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Immigrants Fuel the Disaster-Restoration Industry...and Pay a Price

September 30, 2023 (1 min read)

Janelle Retka, Samantha McCabe, Jiahui Huang and María Inés Zamudio, The Center for Public Integrity, Sept. 28, 2023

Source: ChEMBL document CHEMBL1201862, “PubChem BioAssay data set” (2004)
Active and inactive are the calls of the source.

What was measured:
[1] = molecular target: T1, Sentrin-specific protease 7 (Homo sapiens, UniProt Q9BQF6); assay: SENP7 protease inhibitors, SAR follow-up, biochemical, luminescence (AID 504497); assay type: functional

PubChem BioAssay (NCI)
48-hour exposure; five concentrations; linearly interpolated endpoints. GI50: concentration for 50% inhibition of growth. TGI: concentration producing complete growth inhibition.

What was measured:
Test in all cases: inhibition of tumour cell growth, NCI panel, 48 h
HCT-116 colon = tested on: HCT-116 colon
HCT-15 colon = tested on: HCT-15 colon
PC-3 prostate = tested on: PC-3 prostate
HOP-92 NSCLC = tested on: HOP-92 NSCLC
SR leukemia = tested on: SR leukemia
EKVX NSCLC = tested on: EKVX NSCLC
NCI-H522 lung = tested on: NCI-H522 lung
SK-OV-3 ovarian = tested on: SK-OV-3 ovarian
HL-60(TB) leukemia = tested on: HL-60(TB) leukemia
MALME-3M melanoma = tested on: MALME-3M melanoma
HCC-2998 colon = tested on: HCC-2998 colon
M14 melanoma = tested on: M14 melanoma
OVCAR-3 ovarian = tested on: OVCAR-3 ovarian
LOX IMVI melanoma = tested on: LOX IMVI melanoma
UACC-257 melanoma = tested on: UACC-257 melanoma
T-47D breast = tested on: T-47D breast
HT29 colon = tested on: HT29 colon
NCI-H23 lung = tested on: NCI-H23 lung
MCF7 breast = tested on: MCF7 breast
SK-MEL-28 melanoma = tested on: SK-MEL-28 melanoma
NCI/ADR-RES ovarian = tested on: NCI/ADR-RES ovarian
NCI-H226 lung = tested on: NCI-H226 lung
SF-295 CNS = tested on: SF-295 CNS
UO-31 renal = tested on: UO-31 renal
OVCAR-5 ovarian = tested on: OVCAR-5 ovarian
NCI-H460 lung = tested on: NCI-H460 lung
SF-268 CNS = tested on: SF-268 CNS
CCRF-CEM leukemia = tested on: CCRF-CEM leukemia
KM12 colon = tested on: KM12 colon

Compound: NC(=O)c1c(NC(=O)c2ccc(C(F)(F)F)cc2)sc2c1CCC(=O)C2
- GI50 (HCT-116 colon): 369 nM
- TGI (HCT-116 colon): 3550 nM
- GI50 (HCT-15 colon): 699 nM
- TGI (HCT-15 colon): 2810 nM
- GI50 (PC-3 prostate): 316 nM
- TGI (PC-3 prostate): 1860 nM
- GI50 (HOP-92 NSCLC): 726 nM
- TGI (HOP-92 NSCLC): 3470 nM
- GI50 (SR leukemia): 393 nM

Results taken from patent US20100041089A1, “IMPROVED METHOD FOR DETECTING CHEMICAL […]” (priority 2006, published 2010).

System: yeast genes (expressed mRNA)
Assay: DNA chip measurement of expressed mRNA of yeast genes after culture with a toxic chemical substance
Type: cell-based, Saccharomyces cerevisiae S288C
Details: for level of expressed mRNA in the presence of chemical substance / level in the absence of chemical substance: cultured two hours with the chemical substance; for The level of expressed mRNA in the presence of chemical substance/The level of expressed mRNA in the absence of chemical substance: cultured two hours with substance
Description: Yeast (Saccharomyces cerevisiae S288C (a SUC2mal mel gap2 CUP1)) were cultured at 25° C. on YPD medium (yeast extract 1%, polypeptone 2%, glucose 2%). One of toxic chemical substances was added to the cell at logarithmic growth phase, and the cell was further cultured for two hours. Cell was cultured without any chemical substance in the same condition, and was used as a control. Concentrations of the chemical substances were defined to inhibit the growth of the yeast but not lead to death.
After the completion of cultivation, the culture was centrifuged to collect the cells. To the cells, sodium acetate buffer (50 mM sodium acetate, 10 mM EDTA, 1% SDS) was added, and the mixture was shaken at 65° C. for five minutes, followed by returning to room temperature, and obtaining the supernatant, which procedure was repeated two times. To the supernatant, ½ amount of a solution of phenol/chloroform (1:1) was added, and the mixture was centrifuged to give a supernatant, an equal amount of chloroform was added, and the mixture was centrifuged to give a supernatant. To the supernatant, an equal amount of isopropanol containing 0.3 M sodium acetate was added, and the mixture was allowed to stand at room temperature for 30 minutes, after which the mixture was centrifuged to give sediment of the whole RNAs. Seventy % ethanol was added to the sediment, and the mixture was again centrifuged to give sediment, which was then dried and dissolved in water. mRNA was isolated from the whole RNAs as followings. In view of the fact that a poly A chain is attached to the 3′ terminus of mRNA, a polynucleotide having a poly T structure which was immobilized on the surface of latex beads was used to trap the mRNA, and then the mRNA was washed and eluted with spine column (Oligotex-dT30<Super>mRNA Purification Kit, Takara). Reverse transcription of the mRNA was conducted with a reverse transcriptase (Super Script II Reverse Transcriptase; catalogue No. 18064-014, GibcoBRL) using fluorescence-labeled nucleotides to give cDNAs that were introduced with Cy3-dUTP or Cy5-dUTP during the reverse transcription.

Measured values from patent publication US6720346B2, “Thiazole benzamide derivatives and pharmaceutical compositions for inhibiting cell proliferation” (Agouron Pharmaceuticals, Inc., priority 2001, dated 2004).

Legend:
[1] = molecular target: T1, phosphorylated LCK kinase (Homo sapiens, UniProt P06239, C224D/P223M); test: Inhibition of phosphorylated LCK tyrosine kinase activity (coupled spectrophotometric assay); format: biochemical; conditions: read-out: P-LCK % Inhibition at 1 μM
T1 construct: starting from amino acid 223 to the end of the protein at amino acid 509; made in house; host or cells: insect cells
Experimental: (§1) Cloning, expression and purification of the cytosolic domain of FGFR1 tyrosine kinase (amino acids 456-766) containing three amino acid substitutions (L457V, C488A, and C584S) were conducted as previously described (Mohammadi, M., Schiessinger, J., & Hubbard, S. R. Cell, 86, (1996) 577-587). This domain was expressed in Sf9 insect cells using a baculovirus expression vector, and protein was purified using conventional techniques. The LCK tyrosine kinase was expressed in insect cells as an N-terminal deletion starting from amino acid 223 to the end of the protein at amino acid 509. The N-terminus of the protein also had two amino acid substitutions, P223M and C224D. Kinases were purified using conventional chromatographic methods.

"As climate change accelerates natural catastrophes, the disaster-restoration industry has capitalized on low-wage immigrant labor. These workers — who clear debris and build anew after hurricanes, floods and wildfires — perform the most arduous tasks. And this comes at a health cost for those exposed to harmful toxins like mold, asbestos and lead. The U.S. Occupational Safety and Health Administration (OSHA), the federal agency created to protect workers, has ignored research on workplace safeguards against post-disaster toxic exposures. OSHA has enacted an emergency-response policy favoring a fast recovery over worker health.  This booming industry runs on mostly working-age and undocumented migrants from Latin America and the Caribbean who fled poverty, violence and natural disasters in their homelands. Preoccupied with survival, they can fall victim to abuses routinely inflicted upon immigrant workers in the U.S. — wage theft, harassment. But these workers also contend with an overlooked threat: the potentially lethal contaminants propagated by climate-fueled disasters.   Many disaster-restoration workers are exposed to known carcinogens and various toxins, often unwittingly and without protections, which can make them sick, an investigation by CJI and Public Integrity found. Some suffer debilitating health issues long after they’ve left cleanup jobs."